CJ7 Directed by Stephen Chow. 88 minutes. Subtitled. Opens Friday (March 14). Rating: N
Nothing makes my stomach churn more than a cheap resuscitation.
I’m not talking zombies or realistic medical procedures. I’m talking killing off a character, breaking the hearts of audience and characters alike, then taking it all back. Poof! Everything’s fine, no consequences. Proceed to the happy ending and never mind that the movie has just spat upon the viewer’s heart, mind and soul.
CJ7 makes that hideous act of cynicism its climax. That’s not a spoiler; you see it coming a mile away, despite the fact that the death involved is no part of the plot. Which is because there really isn’t one.
Poor boy in a school full of rich kids stumbles across a toy dog from outer space. The kid has power fantasies. They don’t work out, but the brats stop bullying him because he has a cooler toy and a bigger bully – a little pro-consumerist message for the kids.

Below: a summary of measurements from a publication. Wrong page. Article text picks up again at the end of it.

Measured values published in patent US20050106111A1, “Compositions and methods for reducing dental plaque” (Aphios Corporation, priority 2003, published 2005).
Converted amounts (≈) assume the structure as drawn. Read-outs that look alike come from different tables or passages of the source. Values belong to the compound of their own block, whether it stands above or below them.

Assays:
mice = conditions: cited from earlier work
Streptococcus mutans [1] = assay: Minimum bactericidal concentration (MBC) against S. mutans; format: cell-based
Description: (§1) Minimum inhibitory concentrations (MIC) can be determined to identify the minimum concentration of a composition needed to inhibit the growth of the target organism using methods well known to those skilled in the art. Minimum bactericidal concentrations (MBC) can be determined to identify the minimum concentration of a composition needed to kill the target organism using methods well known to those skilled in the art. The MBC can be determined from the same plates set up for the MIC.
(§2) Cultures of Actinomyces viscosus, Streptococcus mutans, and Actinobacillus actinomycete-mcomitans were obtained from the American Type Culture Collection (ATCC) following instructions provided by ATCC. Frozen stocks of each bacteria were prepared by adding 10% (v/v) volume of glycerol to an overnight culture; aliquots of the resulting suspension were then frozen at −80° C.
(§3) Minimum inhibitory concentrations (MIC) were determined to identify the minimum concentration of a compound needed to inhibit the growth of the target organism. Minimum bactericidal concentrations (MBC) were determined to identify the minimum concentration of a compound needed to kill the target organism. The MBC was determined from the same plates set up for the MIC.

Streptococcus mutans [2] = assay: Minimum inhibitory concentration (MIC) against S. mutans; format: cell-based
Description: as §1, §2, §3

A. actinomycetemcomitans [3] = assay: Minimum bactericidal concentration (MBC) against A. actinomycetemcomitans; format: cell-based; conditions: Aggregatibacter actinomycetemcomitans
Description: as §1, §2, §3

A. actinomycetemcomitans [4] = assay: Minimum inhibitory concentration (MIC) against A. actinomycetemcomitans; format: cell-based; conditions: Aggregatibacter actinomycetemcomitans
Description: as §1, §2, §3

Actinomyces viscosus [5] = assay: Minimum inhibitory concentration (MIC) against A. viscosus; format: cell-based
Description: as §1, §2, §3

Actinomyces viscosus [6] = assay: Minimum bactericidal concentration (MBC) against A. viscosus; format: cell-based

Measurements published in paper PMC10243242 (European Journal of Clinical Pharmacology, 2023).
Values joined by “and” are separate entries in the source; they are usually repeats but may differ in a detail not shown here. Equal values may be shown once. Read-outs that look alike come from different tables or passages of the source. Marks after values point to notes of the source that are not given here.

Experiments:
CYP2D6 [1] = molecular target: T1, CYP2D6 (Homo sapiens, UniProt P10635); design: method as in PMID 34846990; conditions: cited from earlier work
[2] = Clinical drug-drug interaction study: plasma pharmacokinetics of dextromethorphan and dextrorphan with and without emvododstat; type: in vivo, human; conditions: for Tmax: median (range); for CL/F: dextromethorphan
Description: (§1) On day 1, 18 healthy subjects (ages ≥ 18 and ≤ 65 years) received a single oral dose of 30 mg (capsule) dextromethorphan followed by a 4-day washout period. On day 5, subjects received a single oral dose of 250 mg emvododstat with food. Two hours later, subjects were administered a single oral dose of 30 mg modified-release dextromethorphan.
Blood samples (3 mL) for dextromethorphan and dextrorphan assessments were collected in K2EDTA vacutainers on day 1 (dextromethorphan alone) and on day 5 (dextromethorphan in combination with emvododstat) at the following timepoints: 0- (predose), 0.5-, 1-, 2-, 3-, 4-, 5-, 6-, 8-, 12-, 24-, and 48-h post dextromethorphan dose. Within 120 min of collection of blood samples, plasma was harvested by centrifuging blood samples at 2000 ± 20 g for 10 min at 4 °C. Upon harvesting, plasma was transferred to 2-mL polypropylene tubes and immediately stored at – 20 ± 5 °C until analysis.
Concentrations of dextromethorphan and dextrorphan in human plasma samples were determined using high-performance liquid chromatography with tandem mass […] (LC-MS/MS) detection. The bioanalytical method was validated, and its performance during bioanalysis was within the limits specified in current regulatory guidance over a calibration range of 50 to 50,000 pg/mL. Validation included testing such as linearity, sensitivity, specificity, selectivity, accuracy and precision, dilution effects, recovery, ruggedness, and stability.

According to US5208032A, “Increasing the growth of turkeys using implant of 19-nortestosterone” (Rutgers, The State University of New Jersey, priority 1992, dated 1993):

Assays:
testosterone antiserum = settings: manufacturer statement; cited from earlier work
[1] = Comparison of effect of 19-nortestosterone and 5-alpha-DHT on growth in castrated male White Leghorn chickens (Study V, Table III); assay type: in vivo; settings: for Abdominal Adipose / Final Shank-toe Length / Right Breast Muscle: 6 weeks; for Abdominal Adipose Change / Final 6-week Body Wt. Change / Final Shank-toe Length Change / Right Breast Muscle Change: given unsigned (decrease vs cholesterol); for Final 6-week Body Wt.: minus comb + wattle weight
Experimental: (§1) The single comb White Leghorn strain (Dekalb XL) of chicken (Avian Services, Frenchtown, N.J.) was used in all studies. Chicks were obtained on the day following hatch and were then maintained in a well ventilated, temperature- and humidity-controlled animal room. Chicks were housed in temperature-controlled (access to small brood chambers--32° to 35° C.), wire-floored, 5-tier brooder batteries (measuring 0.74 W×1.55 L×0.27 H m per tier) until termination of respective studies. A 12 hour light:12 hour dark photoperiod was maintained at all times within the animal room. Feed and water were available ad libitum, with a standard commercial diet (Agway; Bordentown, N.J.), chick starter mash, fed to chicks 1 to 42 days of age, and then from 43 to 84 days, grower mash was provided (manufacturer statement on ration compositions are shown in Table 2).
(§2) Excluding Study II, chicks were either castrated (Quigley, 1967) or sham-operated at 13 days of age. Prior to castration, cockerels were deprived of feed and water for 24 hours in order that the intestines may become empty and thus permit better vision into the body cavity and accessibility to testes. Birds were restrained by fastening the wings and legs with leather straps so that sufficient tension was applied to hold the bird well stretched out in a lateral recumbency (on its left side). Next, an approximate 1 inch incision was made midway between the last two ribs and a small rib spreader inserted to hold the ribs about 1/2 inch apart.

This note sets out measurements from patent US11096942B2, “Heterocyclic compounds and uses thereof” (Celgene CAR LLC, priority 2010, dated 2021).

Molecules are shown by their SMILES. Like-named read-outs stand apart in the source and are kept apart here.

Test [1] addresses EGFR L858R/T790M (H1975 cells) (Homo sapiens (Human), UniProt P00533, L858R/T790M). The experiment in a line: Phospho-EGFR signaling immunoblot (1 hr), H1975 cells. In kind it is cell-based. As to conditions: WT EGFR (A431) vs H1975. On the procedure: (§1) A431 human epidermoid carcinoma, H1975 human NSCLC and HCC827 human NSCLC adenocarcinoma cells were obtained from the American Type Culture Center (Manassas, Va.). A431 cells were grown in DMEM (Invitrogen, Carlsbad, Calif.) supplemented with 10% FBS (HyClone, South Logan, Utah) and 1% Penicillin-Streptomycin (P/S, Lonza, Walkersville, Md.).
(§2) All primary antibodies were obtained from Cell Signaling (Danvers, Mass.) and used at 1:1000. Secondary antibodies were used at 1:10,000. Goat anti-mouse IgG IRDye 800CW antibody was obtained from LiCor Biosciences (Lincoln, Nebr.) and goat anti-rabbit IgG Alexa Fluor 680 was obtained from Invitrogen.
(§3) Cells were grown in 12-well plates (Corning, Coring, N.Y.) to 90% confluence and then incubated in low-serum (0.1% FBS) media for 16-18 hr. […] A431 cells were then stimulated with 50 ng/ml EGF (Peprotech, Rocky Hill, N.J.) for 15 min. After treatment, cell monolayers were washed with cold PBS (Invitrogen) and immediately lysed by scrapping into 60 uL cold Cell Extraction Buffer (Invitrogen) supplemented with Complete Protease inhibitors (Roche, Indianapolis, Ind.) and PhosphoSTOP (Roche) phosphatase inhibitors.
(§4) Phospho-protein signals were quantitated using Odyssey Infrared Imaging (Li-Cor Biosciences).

The titular space dog looks like something designed to be the cheapest tie-in toy possible: featureless green plastic body, synthetic fibre hair. Despite having all the signifiers of “cute,” it lacks any actual cuteness.
Stephen Chow and Xu Jiao, as father and son, have a couple of funny scenes, but the laughs are thin and feeble and the film feels rushed and half thought through. Only a few faint traces remain of the comic and cinematic flair Chow showed in his last film, Kung Fu Hustle.